It’s the simple things. Simple, everyday things like going out to the mall and ordering a hot chocolate and paying for it with her own EFTPOS card. Simple things like using a mobile phone and texting. Simple things like dressing the way she wants to dress.
Simple things like showering herself, drying herself, doing her hair in front of a mirror with what her mother describes as “a real sense of pride”.
The NDIS has changed 16 -year old Ally’s life, and as a consequence it has changed her mother Kathy’s life.
“We didn’t realise until the new plan how much Ally had blossomed,” Kathy Spowart says.
Ally has down syndrome as well as autistic traits and sensory processing issues. “Sensory processing disorder would be the official name,” Kathy explains.
“Prior to the NDIS we were eligible for 10 hours a month respite but we really only used it if we had to go out. It was more like a babysitting service and we didn’t have a great choice of carers. There was only ever one person who really gelled with her and her brother.”
Today, Ally has a team of three terrific support workers, including one who Kathy describes as “young and trendy and cool”. The support worker and Ally are like best friends, and Kathy says she has never seen her daughter so happy.
“A 16 year old doesn’t want her family hanging off her all the time. She’s having a typical adolescent journey now. She’s finally finding herself.”
Kathy and Ally’s NDIS journey began with as part of the trial which is currently underway in the Barwon region of Victoria. The family lives in Barwon Heads, the town near Geelong which shot to fame as the location where the late 1990s TV series Sea Change was filmed.
The show Sea Change was all about lifestyle change. But it’s doubtful that any of the fictional characters ever had a lifestyle change as profound as wonderful as the Spowarts.
And that’s all thanks to NDIS.
Kathy had been an active member of the campaign for the NDIS, but her initial experiences with the new scheme weren’t as smooth as she’d hoped.
“In the beginning the rules seemed to change daily,” she says. “When initially we asked how long the planning process takes we were told it was open ended. Then we were told we only had so many meetings. Then when it was time for us to agree to a plan I thought ‘this just doesn’t feel right’.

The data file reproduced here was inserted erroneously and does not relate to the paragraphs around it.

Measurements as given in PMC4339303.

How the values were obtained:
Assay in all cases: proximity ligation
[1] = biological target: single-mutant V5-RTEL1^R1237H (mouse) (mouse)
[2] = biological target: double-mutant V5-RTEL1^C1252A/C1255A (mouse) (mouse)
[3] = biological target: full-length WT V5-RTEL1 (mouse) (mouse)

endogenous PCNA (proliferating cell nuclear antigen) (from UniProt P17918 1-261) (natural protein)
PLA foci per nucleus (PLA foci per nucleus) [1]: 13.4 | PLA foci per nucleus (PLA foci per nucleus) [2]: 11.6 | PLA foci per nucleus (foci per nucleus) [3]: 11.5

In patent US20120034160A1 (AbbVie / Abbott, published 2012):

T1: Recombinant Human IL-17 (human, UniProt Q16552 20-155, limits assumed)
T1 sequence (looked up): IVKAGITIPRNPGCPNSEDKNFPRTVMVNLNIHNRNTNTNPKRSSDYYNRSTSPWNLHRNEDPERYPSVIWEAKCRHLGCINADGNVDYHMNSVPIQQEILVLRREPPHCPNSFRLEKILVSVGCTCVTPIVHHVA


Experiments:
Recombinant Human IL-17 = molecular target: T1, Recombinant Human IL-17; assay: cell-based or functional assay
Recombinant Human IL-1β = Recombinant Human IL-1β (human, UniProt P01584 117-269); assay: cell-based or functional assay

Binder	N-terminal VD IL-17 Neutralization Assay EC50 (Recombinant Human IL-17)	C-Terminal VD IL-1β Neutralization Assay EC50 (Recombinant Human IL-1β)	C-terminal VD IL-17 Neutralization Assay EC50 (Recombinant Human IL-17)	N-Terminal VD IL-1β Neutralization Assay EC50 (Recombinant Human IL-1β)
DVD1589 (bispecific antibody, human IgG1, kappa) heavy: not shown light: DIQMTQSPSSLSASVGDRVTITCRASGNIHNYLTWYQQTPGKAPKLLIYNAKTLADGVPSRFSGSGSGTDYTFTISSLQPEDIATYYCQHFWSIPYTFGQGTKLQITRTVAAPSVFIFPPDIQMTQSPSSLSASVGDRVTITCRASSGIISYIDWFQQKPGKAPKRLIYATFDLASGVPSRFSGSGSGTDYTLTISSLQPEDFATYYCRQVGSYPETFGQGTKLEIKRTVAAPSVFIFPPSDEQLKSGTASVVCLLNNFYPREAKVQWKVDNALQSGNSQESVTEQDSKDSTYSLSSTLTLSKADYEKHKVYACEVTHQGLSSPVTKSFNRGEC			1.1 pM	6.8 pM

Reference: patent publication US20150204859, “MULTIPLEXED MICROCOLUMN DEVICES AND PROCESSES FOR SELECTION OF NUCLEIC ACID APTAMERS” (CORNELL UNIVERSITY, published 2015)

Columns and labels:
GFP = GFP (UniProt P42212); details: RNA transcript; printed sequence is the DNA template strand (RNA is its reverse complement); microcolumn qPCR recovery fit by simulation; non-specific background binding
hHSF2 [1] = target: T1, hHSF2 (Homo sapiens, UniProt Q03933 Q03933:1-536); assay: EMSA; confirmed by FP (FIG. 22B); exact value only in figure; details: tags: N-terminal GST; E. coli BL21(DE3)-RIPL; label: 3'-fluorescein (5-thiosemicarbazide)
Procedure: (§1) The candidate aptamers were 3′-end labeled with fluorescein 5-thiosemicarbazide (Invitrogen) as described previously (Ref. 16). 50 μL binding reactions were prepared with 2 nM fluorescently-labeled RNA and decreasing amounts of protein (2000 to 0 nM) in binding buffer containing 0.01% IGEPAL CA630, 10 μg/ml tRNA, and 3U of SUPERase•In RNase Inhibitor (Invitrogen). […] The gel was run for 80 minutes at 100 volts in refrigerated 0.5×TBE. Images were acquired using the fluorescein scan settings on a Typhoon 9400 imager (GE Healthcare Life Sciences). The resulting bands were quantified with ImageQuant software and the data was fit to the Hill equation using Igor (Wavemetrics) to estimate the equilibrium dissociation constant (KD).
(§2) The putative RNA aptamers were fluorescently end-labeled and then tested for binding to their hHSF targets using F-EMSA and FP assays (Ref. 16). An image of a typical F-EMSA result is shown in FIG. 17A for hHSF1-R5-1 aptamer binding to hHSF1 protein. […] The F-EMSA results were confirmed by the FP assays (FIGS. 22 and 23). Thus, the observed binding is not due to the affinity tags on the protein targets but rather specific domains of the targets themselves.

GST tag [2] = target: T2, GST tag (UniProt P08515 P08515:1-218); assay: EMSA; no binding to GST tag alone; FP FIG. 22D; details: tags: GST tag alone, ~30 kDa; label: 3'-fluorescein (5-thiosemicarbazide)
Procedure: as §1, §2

“I suppose near enough has never been good enough for us. When you’ve got someone who may not be able to speak for themselves, it’s crucial to get the right people around them.”
That was the key issue for Kathy Spowart. She needed someone who would be more than a babysitter to Ally. She needed a trained worker who would be there often enough to take a personal interest in her daughter.
To help her cause, Kathy took the unusual step of filming her daughter on a not particularly good day in order to convince authorities of Ally’s special needs. That’s a fairly radical course of action which is obviously not for everyone, but it highlights Kathy’s number one tip in dealing with the NDIS, which is to give as much information as you can to agencies so you can help them help you.
Here are her top 5 tips for how to get started on your NDIS journey:
1. Think beforehand
“People need to do a lot of the thinking beforehand. It used to be that you went in and had a talk with a planner and they came up with what they think is reasonable and necessary. Now you have to tell them what you think you need.”
2. Detail a day in the life
“The way to get your needs across is to try and actually detail what a typical day looks like. So you’d say ‘someone wakes up at 7, requires assistance, and so on throughout the day.”
3. Think long term as well as short term
“You should also try to think and talk to others about what does a person wants out of life. Think outside the square, don’t just think about what’s out there, you have dare to dream. I would never have imagined what Ally’s doing now.”
As an example, Ally is now learning the drums with a drumming teacher. “It’s all about confidence,” Kathy says. “She never had that before.
“She is also working with an occupational therapist and a speech therapist.”
4. Treat your carers like part of the family
When Kathy met one of the fabulous young women who now cares for Ally regularly, she first sent her home to read up on Ally’s condition.
“When she came back we knew she’d done the research. We we had professional expectations that went well beyond babysitting and we’d never had that before because the whole system was so disjointed.”
5. Never forget this is about a “person-centred” approach
The NDIS about you. It’s about a one-stop process of obtaining the best possible care and quality of life for your loved-ones. Just ask Kathy Spowart:
“In the last you might have gotten a speech therapist through the education system and another carer somewhere else, and you had to deal with different agencies to get these people. It’s much more holistic now.
A final word
“Believe me, Ally is having a hell of a lot of fun that she never had before and working on goals you wouldn’t even believe,” Kathy says.
“She is finally living an ordinary life in the community or at least she’s well on her way to that. She is blossoming because she’s got choices.
“People with disabilities can have expectations of a better life now.”